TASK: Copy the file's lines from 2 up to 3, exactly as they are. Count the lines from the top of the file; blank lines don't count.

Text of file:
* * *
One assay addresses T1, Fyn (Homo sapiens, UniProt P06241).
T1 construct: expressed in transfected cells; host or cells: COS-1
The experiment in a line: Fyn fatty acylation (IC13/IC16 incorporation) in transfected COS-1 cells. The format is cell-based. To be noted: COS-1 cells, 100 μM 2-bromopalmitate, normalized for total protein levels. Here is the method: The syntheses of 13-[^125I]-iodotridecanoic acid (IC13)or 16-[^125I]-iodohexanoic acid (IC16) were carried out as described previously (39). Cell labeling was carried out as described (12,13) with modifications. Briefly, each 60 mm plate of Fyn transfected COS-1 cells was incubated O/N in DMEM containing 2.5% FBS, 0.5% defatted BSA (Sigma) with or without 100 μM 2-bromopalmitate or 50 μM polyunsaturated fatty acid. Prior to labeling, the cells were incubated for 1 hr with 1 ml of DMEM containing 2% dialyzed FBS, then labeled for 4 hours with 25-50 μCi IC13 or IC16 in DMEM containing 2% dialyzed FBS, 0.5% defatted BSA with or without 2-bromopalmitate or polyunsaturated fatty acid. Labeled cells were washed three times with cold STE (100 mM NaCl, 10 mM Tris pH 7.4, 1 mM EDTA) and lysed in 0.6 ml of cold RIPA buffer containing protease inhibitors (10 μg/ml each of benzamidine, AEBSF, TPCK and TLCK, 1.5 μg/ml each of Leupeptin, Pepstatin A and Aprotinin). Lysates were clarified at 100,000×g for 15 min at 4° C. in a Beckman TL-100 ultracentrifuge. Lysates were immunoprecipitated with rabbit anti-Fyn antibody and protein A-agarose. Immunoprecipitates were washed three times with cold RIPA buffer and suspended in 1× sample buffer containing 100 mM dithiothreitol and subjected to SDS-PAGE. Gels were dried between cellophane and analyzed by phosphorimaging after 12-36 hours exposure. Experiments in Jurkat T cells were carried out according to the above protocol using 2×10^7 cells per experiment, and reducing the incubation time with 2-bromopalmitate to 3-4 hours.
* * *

T1 construct: expressed in transfected cells; host or cells: COS-1
The experiment in a line: Fyn fatty acylation (IC13/IC16 incorporation) in transfected COS-1 cells. The format is cell-based. To be noted: COS-1 cells, 100 μM 2-bromopalmitate, normalized for total protein levels. Here is the method: The syntheses of 13-[^125I]-iodotridecanoic acid (IC13)or 16-[^125I]-iodohexanoic acid (IC16) were carried out as described previously (39). Cell labeling was carried out as described (12,13) with modifications. Briefly, each 60 mm plate of Fyn transfected COS-1 cells was incubated O/N in DMEM containing 2.5% FBS, 0.5% defatted BSA (Sigma) with or without 100 μM 2-bromopalmitate or 50 μM polyunsaturated fatty acid. Prior to labeling, the cells were incubated for 1 hr with 1 ml of DMEM containing 2% dialyzed FBS, then labeled for 4 hours with 25-50 μCi IC13 or IC16 in DMEM containing 2% dialyzed FBS, 0.5% defatted BSA with or without 2-bromopalmitate or polyunsaturated fatty acid. Labeled cells were washed three times with cold STE (100 mM NaCl, 10 mM Tris pH 7.4, 1 mM EDTA) and lysed in 0.6 ml of cold RIPA buffer containing protease inhibitors (10 μg/ml each of benzamidine, AEBSF, TPCK and TLCK, 1.5 μg/ml each of Leupeptin, Pepstatin A and Aprotinin). Lysates were clarified at 100,000×g for 15 min at 4° C. in a Beckman TL-100 ultracentrifuge. Lysates were immunoprecipitated with rabbit anti-Fyn antibody and protein A-agarose. Immunoprecipitates were washed three times with cold RIPA buffer and suspended in 1× sample buffer containing 100 mM dithiothreitol and subjected to SDS-PAGE. Gels were dried between cellophane and analyzed by phosphorimaging after 12-36 hours exposure. Experiments in Jurkat T cells were carried out according to the above protocol using 2×10^7 cells per experiment, and reducing the incubation time with 2-bromopalmitate to 3-4 hours.